Jalen Hurts announced today that he would be leaving the Crimson Tide and transferring to play at Oklahoma next season. Since the QB graduated from Alabama already, he can use his final season of NCAA eligibility for the Sooners without having to sit a year. In an essay at the Players’ Tribune, someone with Hurts’s approval wrote, “I’ve decided to take my talents to the University of Oklahoma, where I will continue my development as both a quarterback and as a student.”
Given his experience on a perennial playoff team, Hurts will almost certainly be the starter for Sooners head coach Lincoln Riley. The backup QB likely would have been Austin Kendall, but he’s planning to transfer to West Virginia, a sensible choice given that so far he’s spent his college career behind Baker Mayfield and Kyler Murray. Kendall has two years of eligibility left as well as his degree from Oklahoma, so he’d also get to transfer as a graduate.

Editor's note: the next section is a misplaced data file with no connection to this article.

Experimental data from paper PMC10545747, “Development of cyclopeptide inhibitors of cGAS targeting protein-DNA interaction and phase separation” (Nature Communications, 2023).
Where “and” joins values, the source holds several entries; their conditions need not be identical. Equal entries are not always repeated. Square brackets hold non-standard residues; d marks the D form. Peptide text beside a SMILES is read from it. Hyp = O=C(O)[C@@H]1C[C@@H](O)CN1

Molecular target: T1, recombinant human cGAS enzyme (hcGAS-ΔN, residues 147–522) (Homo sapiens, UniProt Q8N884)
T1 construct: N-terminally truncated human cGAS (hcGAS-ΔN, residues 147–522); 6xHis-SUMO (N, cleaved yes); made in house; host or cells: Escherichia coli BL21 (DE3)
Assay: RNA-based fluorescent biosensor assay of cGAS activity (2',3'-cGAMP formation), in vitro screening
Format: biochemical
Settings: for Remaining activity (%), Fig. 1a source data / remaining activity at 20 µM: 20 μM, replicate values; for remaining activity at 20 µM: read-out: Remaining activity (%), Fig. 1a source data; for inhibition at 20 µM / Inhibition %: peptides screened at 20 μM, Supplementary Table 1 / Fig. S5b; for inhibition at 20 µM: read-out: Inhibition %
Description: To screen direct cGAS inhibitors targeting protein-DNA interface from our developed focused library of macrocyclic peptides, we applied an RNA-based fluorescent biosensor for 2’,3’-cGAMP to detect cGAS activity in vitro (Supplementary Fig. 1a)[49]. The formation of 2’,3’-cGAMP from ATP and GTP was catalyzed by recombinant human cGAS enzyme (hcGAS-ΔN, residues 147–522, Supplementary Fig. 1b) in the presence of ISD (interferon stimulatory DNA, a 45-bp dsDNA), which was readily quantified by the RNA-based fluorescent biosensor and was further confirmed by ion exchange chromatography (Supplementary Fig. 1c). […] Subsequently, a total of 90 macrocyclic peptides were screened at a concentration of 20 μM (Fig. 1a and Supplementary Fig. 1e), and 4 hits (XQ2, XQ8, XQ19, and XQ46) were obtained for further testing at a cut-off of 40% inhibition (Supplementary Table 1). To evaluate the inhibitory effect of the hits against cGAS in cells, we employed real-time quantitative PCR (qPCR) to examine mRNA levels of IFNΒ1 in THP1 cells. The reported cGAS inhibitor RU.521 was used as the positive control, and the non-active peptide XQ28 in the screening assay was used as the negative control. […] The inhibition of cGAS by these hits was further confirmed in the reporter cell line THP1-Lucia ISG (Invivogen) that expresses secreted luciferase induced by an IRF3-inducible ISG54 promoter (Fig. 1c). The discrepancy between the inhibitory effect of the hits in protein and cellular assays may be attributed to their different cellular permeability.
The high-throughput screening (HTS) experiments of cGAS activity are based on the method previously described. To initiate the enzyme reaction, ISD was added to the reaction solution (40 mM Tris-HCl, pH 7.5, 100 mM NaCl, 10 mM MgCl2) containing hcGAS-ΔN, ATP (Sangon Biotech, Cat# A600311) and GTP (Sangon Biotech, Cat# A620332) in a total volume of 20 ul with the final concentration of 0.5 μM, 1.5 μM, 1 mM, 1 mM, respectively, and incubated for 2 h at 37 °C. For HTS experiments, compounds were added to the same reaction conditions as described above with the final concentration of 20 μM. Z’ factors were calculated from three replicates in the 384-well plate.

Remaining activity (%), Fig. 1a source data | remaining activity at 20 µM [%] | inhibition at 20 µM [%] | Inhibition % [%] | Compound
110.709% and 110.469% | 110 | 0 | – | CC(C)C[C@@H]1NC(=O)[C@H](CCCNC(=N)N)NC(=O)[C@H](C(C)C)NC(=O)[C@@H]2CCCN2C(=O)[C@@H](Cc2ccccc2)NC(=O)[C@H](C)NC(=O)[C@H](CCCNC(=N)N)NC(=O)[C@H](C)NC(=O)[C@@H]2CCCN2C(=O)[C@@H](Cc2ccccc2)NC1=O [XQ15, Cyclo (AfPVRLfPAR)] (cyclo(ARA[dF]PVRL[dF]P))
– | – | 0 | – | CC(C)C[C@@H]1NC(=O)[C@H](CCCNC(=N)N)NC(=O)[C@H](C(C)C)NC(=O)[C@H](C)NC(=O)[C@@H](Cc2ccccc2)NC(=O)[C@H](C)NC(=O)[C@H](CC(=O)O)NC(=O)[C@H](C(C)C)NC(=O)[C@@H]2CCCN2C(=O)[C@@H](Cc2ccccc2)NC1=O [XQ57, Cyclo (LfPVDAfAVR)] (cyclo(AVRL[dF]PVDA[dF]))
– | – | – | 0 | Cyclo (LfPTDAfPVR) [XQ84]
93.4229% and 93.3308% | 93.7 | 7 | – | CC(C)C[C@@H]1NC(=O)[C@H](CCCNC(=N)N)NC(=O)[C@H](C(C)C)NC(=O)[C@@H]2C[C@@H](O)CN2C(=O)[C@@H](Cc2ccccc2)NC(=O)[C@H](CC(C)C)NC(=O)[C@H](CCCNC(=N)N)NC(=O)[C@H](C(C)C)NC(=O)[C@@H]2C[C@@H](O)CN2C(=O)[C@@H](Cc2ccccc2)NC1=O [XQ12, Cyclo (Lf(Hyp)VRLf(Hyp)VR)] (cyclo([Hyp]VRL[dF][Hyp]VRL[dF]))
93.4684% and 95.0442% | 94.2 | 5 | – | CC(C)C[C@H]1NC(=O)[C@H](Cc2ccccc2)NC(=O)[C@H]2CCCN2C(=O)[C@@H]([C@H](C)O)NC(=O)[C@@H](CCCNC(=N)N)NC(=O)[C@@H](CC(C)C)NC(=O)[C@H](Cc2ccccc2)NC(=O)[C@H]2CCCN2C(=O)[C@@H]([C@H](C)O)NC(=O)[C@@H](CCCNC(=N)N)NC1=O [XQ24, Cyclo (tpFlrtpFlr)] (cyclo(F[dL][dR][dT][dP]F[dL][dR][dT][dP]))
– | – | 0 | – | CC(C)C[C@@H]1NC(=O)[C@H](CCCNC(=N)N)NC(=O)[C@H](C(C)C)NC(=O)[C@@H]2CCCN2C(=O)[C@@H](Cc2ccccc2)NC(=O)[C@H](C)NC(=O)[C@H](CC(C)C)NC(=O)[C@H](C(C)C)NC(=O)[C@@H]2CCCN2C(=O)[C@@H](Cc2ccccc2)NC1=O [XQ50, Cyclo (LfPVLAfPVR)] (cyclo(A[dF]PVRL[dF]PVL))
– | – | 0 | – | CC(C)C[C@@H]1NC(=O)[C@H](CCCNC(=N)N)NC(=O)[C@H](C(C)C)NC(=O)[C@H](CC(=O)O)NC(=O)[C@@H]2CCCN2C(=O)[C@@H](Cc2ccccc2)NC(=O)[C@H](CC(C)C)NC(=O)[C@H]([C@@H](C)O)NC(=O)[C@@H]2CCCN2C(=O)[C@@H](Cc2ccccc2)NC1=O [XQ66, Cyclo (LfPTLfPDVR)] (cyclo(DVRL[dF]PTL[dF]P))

However, according to ESPN’s Jake Trotter, the Sooners are blocking Kendall from becoming immediately eligible upon his arrival in Morgantown. Hurts will be immediately eligible, and a new SEC rule allows graduates to transfer within the conference without having to sit out for a year. The Big 12 doesn’t have a rule like that, though:
Oklahoma, however, still reserves the right under NCAA rules to keep Kendall from becoming immediately eligible at West Virginia, another Big 12 school, for the 2019 season, even though he has earned his undergraduate degree at Oklahoma.
The Sooners have benefited with not one, but two Heisman-winning transfers in the last two seasons. Mayfield came from fellow conference member Texas Tech, and Oklahoma even had to lobby the Big 12 to tweak its transfer regulations to Mayfield to play his final year with the Sooners!
Kendall is set on leaving either way, as he’s already entered the wonderfully named transfer portal and withdrawn from classes at OU. He’ll need to find a new school rather quickly to get involved in spring practices. The only fair thing for Oklahoma to do would be to let him go wherever the hell he wants.
Update (7:40 p.m. ET): Oklahoma has changed its mind: